CDC says Wendy’s Multistate E. coli is likely source of outbreak

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sick by most of them e coli The Centers for Disease Control and Prevention said Friday that a recent outbreak in the Midwest had eaten at a Wendy’s restaurant in the week before his symptoms began.

Although the CDC hasn’t conclusively judged fast food chains as the source of the infection, the majority of sick people have reported eating sandwiches decorated with romaine lettuce. The Columbus-based company said in a statement that restaurants in the region have stopped using lettuce in sandwiches as a precaution.

“While the CDC has not yet confirmed a specific food as the source of that outbreak, we are taking precautions to remove sandwich lettuce from restaurants in that area,” the statement said. “The lettuce we use in our salads is different, and is not affected by this action. As a company, we are committed to maintaining our high standards of food safety and quality.”

In Ohio, Michigan, Indiana and Pennsylvania, at least 65 people have fallen ill, with 10 hospitalized, according to CDC and Michigan officials. There is no information about anyone dying.

CDC reports ‘rapidly growing’ E. coli outbreaks in Michigan and Ohio

The CDC said Friday that it is not recommending that people avoid eating at Wendy’s restaurants or that people should stop eating romaine lettuce. At this time, the agency said, there is no evidence to indicate that romaine lettuce sold in grocery stores, served in other restaurants or in people’s homes, is linked to this outbreak.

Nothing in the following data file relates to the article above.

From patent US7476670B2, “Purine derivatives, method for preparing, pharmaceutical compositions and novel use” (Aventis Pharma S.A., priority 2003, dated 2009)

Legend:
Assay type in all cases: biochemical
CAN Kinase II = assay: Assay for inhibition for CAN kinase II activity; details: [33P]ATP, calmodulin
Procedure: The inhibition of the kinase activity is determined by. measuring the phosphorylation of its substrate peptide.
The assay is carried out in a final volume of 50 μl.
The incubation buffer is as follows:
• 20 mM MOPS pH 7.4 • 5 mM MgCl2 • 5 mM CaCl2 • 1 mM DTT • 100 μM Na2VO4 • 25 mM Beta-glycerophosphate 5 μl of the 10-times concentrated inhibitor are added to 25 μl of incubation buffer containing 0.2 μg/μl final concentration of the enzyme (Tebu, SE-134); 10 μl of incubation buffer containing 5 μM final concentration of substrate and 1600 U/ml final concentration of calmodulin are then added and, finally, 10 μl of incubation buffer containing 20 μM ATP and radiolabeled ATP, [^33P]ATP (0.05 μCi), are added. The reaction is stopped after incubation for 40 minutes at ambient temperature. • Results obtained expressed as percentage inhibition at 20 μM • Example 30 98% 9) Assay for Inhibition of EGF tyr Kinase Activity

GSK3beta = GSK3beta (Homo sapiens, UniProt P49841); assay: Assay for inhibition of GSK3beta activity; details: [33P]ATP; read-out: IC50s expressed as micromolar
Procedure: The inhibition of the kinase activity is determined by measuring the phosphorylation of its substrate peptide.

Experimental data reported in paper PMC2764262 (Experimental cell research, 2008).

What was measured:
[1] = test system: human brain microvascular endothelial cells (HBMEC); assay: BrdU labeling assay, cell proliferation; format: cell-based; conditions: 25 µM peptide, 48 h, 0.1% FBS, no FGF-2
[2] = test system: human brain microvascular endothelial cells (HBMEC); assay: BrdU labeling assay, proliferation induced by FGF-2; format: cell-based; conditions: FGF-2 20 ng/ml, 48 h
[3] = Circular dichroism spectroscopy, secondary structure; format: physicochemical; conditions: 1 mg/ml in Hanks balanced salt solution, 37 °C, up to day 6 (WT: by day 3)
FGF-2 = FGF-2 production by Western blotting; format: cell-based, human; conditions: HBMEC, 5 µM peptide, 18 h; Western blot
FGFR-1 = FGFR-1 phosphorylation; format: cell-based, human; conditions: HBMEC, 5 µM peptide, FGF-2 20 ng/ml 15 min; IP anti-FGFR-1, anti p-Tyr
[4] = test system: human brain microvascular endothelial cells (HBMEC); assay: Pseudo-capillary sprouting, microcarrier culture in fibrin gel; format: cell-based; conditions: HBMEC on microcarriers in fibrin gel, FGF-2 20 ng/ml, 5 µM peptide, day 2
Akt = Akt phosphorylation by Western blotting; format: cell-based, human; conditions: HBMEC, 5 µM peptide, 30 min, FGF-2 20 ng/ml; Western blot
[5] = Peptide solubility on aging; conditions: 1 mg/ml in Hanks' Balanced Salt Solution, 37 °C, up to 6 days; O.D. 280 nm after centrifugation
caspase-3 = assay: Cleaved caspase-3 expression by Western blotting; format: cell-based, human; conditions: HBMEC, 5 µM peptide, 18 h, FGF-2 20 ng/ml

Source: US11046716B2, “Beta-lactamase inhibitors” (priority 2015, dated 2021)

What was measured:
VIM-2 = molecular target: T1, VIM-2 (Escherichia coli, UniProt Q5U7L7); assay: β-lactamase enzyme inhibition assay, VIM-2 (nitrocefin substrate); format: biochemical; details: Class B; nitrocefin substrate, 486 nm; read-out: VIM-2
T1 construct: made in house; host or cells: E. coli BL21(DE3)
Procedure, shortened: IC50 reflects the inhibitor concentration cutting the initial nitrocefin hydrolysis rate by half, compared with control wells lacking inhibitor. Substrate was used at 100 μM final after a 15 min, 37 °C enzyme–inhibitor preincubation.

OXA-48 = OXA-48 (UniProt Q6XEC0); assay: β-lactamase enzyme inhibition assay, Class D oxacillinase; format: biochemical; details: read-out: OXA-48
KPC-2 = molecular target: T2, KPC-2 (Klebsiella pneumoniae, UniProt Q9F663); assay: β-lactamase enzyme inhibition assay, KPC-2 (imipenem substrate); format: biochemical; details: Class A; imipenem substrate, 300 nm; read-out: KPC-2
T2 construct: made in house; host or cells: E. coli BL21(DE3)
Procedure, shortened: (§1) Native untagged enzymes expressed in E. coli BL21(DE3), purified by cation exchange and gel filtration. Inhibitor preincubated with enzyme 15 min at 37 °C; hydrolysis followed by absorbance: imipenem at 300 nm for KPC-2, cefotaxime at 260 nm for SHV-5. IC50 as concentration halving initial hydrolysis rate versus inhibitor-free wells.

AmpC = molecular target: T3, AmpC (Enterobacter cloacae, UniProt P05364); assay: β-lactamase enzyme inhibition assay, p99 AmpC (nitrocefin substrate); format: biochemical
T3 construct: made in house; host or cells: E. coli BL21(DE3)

Several high-profile E. coli outbreaks have been linked to romaine lettuce. The Food Security Modernization Act, which was signed into law in 2011, required farmers to test irrigation water, which may be contaminated with faeces and bacteria. But the FDA has delayed its implementation.

“E. coli outbreaks associated with lettuce, particularly ‘prewash’ and ‘ready-to-eat’ varieties, are by no means a new phenomenon,” said Bill Marler, an attorney who specializes in foodborne illness. Specializes in matters. “Indeed, the frequency with which this country’s fresh produce-consuming public has been affected by outbreaks of pathogenic bacteria is astonishing.”

What to know about the symptoms of E. coli and how to prevent infection?

The outbreak joins several other high-profile incidents of allegedly contaminated food this year. The FDA and CDC investigated a multistate outbreak of salmonella infection involving certain Jiff brand peanut butter products produced at a facility in Lexington, Kentucky, prompting multiple recalls. Abbott Nutrition recalled 5 million units of baby formula after at least four infants became ill, two of whom died. An outbreak of listeria related to Big Olaf Creamery of Sarasota, Fla., reminiscent of ice cream in several states, and organic strawberries were the source of a hepatitis A outbreak this spring.

The source of recent E. coli cases has been slow to emerge as state and local public health officials interview people about the foods they ate in the week before becoming ill.

The CDC is trying to determine the full extent of the outbreak, which agency officials said could extend beyond the four known states. Public health investigators are using the PulseNet system, a national database of the DNA fingerprints of bacteria that cause foodborne illnesses, to identify diseases that may have been part of this outbreak.

The CDC estimates that 48 million people get sick each year in the United States, 128,000 are hospitalized, and 3,000 die from foodborne illnesses.

Foodborne illness results in $3 billion in health care costs. According to the CDC, about half of diseases come from produce. Then, in descending order, it’s meat and poultry; dairy and eggs; And fish and shellfish.

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